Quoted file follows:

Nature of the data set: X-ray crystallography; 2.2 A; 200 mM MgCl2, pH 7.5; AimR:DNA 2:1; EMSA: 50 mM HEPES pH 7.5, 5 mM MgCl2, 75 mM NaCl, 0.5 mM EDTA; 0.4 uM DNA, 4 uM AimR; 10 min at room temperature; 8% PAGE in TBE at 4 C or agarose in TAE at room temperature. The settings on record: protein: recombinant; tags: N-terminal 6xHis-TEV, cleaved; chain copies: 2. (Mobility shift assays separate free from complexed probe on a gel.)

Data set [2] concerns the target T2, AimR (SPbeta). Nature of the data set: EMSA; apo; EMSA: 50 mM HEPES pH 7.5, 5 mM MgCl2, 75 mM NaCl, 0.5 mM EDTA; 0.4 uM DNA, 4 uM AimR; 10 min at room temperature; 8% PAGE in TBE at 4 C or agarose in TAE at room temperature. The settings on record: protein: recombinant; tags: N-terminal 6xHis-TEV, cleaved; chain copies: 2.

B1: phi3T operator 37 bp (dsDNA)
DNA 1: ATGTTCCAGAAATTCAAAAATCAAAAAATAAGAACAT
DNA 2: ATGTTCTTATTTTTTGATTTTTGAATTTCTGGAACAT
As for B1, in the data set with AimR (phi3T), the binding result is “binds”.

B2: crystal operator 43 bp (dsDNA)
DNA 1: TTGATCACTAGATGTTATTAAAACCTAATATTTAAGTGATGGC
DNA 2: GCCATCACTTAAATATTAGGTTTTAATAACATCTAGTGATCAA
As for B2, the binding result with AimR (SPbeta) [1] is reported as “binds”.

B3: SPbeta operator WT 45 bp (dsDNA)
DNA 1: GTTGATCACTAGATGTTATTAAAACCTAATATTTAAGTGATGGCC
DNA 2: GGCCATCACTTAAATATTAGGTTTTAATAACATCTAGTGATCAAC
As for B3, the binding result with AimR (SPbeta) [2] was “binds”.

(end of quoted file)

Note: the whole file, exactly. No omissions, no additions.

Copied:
Nature of the data set: X-ray crystallography; 2.2 A; 200 mM MgCl2, pH 7.5; AimR:DNA 2:1; EMSA: 50 mM HEPES pH 7.5, 5 mM MgCl2, 75 mM NaCl, 0.5 mM EDTA; 0.4 uM DNA, 4 uM AimR; 10 min at room temperature; 8% PAGE in TBE at 4 C or agarose in TAE at room temperature. The settings on record: protein: recombinant; tags: N-terminal 6xHis-TEV, cleaved; chain copies: 2. (Mobility shift assays separate free from complexed probe on a gel.)

Data set [2] concerns the target T2, AimR (SPbeta). Nature of the data set: EMSA; apo; EMSA: 50 mM HEPES pH 7.5, 5 mM MgCl2, 75 mM NaCl, 0.5 mM EDTA; 0.4 uM DNA, 4 uM AimR; 10 min at room temperature; 8% PAGE in TBE at 4 C or agarose in TAE at room temperature. The settings on record: protein: recombinant; tags: N-terminal 6xHis-TEV, cleaved; chain copies: 2.

B1: phi3T operator 37 bp (dsDNA)
DNA 1: ATGTTCCAGAAATTCAAAAATCAAAAAATAAGAACAT
DNA 2: ATGTTCTTATTTTTTGATTTTTGAATTTCTGGAACAT
As for B1, in the data set with AimR (phi3T), the binding result is “binds”.

B2: crystal operator 43 bp (dsDNA)
DNA 1: TTGATCACTAGATGTTATTAAAACCTAATATTTAAGTGATGGC
DNA 2: GCCATCACTTAAATATTAGGTTTTAATAACATCTAGTGATCAA
As for B2, the binding result with AimR (SPbeta) [1] is reported as “binds”.

B3: SPbeta operator WT 45 bp (dsDNA)
DNA 1: GTTGATCACTAGATGTTATTAAAACCTAATATTTAAGTGATGGCC
DNA 2: GGCCATCACTTAAATATTAGGTTTTAATAACATCTAGTGATCAAC
As for B3, the binding result with AimR (SPbeta) [2] was “binds”.